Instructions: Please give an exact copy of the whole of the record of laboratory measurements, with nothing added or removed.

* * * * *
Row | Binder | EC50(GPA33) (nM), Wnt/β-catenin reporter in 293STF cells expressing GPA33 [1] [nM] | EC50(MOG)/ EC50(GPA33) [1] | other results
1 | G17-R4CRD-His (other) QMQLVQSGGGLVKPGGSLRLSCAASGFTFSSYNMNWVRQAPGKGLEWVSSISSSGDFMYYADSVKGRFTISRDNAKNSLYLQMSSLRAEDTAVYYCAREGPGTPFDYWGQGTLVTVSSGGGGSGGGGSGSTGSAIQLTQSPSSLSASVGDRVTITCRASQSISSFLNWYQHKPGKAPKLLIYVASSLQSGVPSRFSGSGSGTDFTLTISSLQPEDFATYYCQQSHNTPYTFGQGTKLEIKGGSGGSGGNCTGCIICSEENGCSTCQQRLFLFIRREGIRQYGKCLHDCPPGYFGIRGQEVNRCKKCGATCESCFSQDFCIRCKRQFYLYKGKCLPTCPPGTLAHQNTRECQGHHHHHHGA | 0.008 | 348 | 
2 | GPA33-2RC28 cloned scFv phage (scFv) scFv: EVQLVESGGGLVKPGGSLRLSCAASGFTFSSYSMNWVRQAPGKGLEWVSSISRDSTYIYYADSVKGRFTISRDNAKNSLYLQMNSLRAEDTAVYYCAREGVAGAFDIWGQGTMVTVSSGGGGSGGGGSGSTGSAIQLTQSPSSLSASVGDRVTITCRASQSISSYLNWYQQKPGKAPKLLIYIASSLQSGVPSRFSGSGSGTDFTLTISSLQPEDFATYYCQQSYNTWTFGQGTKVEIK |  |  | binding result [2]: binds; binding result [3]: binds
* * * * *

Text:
Row | Binder | EC50(GPA33) (nM), Wnt/β-catenin reporter in 293STF cells expressing GPA33 [1] [nM] | EC50(MOG)/ EC50(GPA33) [1] | other results
1 | G17-R4CRD-His (other) QMQLVQSGGGLVKPGGSLRLSCAASGFTFSSYNMNWVRQAPGKGLEWVSSISSSGDFMYYADSVKGRFTISRDNAKNSLYLQMSSLRAEDTAVYYCAREGPGTPFDYWGQGTLVTVSSGGGGSGGGGSGSTGSAIQLTQSPSSLSASVGDRVTITCRASQSISSFLNWYQHKPGKAPKLLIYVASSLQSGVPSRFSGSGSGTDFTLTISSLQPEDFATYYCQQSHNTPYTFGQGTKLEIKGGSGGSGGNCTGCIICSEENGCSTCQQRLFLFIRREGIRQYGKCLHDCPPGYFGIRGQEVNRCKKCGATCESCFSQDFCIRCKRQFYLYKGKCLPTCPPGTLAHQNTRECQGHHHHHHGA | 0.008 | 348 | 
2 | GPA33-2RC28 cloned scFv phage (scFv) scFv: EVQLVESGGGLVKPGGSLRLSCAASGFTFSSYSMNWVRQAPGKGLEWVSSISRDSTYIYYADSVKGRFTISRDNAKNSLYLQMNSLRAEDTAVYYCAREGVAGAFDIWGQGTMVTVSSGGGGSGGGGSGSTGSAIQLTQSPSSLSASVGDRVTITCRASQSISSYLNWYQQKPGKAPKLLIYIASSLQSGVPSRFSGSGSGTDFTLTISSLQPEDFATYYCQQSYNTWTFGQGTKVEIK |  |  | binding result [2]: binds; binding result [3]: binds